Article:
Frank Shuttleworth knows this will be his only chance to kill Peter Schormann. The guard company has been in position long before the February light reluctantly started the day. Now, as dawn thinly arrives, the prisoners stand in lines of five on the road leading up to the camp. In the floodlights the frost sparkles like sugar on the tarmac, emphasizing the dark backdrop of the countryside. A white haze of breath rises above the men. The coughs, the mutterings echo in the stillness as they wait.
On the high ground, ten yards away, Frank also waits. One command starts the roll call that will take all day. Six thousand men in compressed shuffling are counted at various points along the road until, in single file, each steps through the north gate of the compound to be double checked by a Sergeant of the provost staff with his clip board; one tick for each man. Every few minutes the procession halts to allow the crush of men inside the compound to disperse. Chivied by the guards, they sullenly move away to lean against the walls of the buildings. Some sucking on cigarettes, complain loudly about the tedious tallying, and huddle deeper into their greatcoats, others stare with blank eyes towards the distant hills in obstinate rejection of their surroundings.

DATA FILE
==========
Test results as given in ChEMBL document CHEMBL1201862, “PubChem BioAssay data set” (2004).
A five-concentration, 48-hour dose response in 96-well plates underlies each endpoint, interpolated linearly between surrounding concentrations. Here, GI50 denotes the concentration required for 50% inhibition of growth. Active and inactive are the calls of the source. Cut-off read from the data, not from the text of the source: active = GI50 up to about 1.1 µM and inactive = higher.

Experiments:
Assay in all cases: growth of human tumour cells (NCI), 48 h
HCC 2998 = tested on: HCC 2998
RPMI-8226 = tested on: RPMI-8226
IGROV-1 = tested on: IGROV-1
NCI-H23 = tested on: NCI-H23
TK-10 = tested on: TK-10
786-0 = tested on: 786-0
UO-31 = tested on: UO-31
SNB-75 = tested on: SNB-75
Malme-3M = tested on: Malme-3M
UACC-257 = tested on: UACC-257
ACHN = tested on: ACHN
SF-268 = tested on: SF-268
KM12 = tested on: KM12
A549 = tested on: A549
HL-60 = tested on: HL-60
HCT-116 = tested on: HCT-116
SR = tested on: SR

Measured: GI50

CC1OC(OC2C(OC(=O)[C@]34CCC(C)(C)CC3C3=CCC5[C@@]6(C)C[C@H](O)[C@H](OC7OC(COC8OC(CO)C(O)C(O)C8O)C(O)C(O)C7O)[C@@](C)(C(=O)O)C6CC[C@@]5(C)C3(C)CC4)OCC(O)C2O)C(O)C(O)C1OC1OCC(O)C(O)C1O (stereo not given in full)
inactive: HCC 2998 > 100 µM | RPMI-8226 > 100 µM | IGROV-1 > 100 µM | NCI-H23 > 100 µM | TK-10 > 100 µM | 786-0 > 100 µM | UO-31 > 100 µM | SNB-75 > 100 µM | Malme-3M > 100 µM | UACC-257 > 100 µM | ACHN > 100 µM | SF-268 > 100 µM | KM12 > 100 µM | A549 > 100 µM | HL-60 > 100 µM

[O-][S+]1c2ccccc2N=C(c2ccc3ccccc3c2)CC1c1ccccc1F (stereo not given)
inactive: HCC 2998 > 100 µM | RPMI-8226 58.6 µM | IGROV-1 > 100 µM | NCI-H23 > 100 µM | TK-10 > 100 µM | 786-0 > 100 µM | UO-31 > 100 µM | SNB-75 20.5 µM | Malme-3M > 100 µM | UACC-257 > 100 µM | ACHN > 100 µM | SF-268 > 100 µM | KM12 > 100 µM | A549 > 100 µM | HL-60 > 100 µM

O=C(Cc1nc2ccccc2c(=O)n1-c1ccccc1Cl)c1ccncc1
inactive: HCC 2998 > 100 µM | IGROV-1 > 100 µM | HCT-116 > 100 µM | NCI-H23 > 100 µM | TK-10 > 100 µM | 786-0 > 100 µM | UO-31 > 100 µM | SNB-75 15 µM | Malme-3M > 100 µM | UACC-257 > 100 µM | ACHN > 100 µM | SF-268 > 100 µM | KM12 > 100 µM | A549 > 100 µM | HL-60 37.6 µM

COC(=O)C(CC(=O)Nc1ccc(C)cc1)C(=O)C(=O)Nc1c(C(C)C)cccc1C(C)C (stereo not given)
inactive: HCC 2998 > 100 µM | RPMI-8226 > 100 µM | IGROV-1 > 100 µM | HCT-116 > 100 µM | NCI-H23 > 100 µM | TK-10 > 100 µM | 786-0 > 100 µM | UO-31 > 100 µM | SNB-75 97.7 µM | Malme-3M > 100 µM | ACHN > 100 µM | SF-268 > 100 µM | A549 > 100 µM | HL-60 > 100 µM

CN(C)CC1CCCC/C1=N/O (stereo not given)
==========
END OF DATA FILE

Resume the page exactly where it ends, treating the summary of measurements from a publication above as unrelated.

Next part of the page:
Frank, squinting into the light of the low sun, leans over his Bren gun and waits for Schormann…